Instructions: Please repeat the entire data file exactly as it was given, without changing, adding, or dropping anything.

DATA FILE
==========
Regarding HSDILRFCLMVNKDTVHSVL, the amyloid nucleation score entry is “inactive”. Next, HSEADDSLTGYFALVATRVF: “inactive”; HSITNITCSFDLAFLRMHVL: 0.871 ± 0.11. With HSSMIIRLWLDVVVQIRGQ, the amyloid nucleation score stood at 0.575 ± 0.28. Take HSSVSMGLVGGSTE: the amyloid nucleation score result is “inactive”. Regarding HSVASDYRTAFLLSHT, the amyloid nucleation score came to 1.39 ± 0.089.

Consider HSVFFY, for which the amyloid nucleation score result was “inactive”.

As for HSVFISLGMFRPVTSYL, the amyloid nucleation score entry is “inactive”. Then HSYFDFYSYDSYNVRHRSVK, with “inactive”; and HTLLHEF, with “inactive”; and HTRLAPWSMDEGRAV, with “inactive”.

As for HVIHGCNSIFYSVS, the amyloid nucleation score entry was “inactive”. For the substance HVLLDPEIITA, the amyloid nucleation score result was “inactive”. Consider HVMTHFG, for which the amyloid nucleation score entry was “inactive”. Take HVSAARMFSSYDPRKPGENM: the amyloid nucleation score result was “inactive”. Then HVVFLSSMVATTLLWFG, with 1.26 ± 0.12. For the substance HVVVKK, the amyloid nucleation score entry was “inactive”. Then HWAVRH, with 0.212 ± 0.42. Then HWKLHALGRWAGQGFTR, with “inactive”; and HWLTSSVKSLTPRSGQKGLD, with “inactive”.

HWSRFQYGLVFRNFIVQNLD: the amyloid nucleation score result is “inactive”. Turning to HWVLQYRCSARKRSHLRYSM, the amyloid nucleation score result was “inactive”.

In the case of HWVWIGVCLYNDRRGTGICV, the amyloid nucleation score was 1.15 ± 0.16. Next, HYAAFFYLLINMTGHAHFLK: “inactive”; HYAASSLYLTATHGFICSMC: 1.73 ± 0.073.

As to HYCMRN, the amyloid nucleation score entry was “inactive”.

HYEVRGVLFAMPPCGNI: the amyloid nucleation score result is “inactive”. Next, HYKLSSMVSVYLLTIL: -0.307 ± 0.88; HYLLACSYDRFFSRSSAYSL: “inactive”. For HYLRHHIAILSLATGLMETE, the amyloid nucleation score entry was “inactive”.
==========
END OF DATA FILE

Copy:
Regarding HSDILRFCLMVNKDTVHSVL, the amyloid nucleation score entry is “inactive”. Next, HSEADDSLTGYFALVATRVF: “inactive”; HSITNITCSFDLAFLRMHVL: 0.871 ± 0.11. With HSSMIIRLWLDVVVQIRGQ, the amyloid nucleation score stood at 0.575 ± 0.28. Take HSSVSMGLVGGSTE: the amyloid nucleation score result is “inactive”. Regarding HSVASDYRTAFLLSHT, the amyloid nucleation score came to 1.39 ± 0.089.

Consider HSVFFY, for which the amyloid nucleation score result was “inactive”.

As for HSVFISLGMFRPVTSYL, the amyloid nucleation score entry is “inactive”. Then HSYFDFYSYDSYNVRHRSVK, with “inactive”; and HTLLHEF, with “inactive”; and HTRLAPWSMDEGRAV, with “inactive”.

As for HVIHGCNSIFYSVS, the amyloid nucleation score entry was “inactive”. For the substance HVLLDPEIITA, the amyloid nucleation score result was “inactive”. Consider HVMTHFG, for which the amyloid nucleation score entry was “inactive”. Take HVSAARMFSSYDPRKPGENM: the amyloid nucleation score result was “inactive”. Then HVVFLSSMVATTLLWFG, with 1.26 ± 0.12. For the substance HVVVKK, the amyloid nucleation score entry was “inactive”. Then HWAVRH, with 0.212 ± 0.42. Then HWKLHALGRWAGQGFTR, with “inactive”; and HWLTSSVKSLTPRSGQKGLD, with “inactive”.

HWSRFQYGLVFRNFIVQNLD: the amyloid nucleation score result is “inactive”. Turning to HWVLQYRCSARKRSHLRYSM, the amyloid nucleation score result was “inactive”.

In the case of HWVWIGVCLYNDRRGTGICV, the amyloid nucleation score was 1.15 ± 0.16. Next, HYAAFFYLLINMTGHAHFLK: “inactive”; HYAASSLYLTATHGFICSMC: 1.73 ± 0.073.

As to HYCMRN, the amyloid nucleation score entry was “inactive”.

HYEVRGVLFAMPPCGNI: the amyloid nucleation score result is “inactive”. Next, HYKLSSMVSVYLLTIL: -0.307 ± 0.88; HYLLACSYDRFFSRSSAYSL: “inactive”. For HYLRHHIAILSLATGLMETE, the amyloid nucleation score entry was “inactive”.